MySpace, Skype to Offer Calls on Social Network


Top social network site MySpace and Web-calling leader Skype will offer MySpace members free Internet phone services in a bid to expand their user bases while fending off rivals, company officials said on Tuesday.

MySpace and Skype will begin allowing MySpace members to make calls starting next month using Skype's Web-based voice-calling service. The calls will be placed through MySpace's existing instant messaging technology.

Members of Skype, a unit of eBay , will be able to link their own MySpace profiles to their existing calling service. The two sides have also hooked up their technology to make it easier for members of only one network join the other.

"We're connecting the two networks to create the world's largest voice-connected online network," Don Albert, Skype's North American general manager, said in an interview. The companies planned to announce the deal officially on Wednesday.

Both Skype and News Corp's MySpace work off the premise that their value to individual users increases as they attract more members and aim to keep people on their networks for as much time as possible.

MySpace faces growing competition from privately held social network Facebook, which quickly rose to a strong second place since it became an open network earlier this year.

It sees extending its communication capabilities as a key competitive strategy.

"A huge chunk of our user base is already using AOL messenger, Yahoo or MSN," said Kyle Brinkman, vice president of product development at MySpace. "We think we do it better when it's integrated (into the MySpace site)."

MySpace has nearly 110 million members worldwide, with about 8 million of them actively using its instant messaging service, while Skype boasts 220 million registered users and is available in 28 languages.

But while Skype began by building a strong base in Europe and then Asia, it seeks stronger growth in its U.S. business. MySpace bolted to prominence in the United States and has since built local-language communities in about 20 countries.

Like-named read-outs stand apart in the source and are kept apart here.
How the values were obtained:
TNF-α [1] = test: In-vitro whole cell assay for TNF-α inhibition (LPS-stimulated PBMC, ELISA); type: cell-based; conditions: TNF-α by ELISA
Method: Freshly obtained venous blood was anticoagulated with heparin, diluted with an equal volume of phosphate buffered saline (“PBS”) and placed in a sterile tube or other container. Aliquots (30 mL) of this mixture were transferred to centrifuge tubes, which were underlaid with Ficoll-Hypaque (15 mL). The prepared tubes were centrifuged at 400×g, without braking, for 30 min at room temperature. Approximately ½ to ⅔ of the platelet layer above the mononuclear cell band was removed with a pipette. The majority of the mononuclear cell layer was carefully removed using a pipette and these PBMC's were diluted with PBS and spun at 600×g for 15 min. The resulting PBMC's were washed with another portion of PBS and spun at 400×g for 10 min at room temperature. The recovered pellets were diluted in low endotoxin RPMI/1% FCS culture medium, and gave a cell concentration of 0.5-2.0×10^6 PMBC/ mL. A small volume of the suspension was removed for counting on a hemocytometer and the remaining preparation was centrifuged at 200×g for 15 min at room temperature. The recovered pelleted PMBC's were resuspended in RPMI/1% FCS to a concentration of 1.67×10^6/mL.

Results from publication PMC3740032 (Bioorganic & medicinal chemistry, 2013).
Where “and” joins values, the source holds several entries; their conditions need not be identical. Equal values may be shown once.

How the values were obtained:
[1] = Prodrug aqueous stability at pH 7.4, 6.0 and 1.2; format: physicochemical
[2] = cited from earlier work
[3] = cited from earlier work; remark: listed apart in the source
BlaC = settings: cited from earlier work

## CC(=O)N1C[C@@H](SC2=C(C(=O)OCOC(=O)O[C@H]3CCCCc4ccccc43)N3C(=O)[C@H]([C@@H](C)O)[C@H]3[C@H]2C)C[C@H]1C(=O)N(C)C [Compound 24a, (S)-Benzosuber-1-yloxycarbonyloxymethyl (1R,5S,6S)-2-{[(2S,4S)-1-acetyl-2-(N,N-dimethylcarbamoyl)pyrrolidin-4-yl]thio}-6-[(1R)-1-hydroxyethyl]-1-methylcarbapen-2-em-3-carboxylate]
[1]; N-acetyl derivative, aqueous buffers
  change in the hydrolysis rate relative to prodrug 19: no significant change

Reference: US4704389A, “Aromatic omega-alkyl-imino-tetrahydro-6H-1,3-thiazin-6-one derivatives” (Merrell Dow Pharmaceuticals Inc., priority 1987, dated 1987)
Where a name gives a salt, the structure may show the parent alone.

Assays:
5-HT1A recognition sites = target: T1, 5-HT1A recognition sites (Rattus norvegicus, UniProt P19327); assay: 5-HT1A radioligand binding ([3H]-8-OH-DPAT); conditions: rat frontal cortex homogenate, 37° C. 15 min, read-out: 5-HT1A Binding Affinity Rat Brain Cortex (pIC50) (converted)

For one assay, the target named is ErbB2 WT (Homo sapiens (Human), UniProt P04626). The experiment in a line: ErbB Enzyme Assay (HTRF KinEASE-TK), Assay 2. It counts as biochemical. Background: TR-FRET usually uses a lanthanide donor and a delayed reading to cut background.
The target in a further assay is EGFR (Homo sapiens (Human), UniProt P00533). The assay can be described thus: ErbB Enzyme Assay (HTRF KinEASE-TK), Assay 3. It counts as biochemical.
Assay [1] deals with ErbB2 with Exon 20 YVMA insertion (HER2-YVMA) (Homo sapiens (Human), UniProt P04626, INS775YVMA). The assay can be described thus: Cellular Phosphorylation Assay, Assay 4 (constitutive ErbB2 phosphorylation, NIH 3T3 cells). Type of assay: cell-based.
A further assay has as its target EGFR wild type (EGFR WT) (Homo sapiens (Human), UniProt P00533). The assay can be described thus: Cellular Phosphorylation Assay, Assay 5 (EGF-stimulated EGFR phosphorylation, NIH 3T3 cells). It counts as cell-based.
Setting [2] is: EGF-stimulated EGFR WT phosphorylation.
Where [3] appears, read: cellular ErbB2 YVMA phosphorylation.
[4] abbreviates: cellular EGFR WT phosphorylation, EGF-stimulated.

"Another thing that's really exciting for both companies is how we can help each other grow geographically," Albert said.

Skype is under pressure to bolster sales and profits, after eBay said earlier this month it would write down a large chunk of the value of its acquisition of the company and co-founders Niklas Zennstrom and Janus Friis resigned as executives.

Financial terms were not disclosed, but the two sides have agreed to a revenue sharing arrangement.

In addition to the free calling services, MySpace users can choose from paid Skype services that include voicemail and call forwarding to a regular land-line telephone or a cell phone. Skype calls between Web phone users are free, while calls to conventional phones incur small per-minute charges.

MySpace users can ward off unwanted calls by adjusting their profile settings to "private," allowing only people on their "friends list" to contact them through Skype. A window on the computer screen also notifies users of an incoming call and allows them to accept or block the call as they choose.

Ahead of its quarterly results due out on Wednesday, eBay shares rebounded to $39.80 in extended trading from its close of $38.60 on the Nasdaq on Tuesday. News Corp shares rose slightly to $22.34 from its close of $22.24.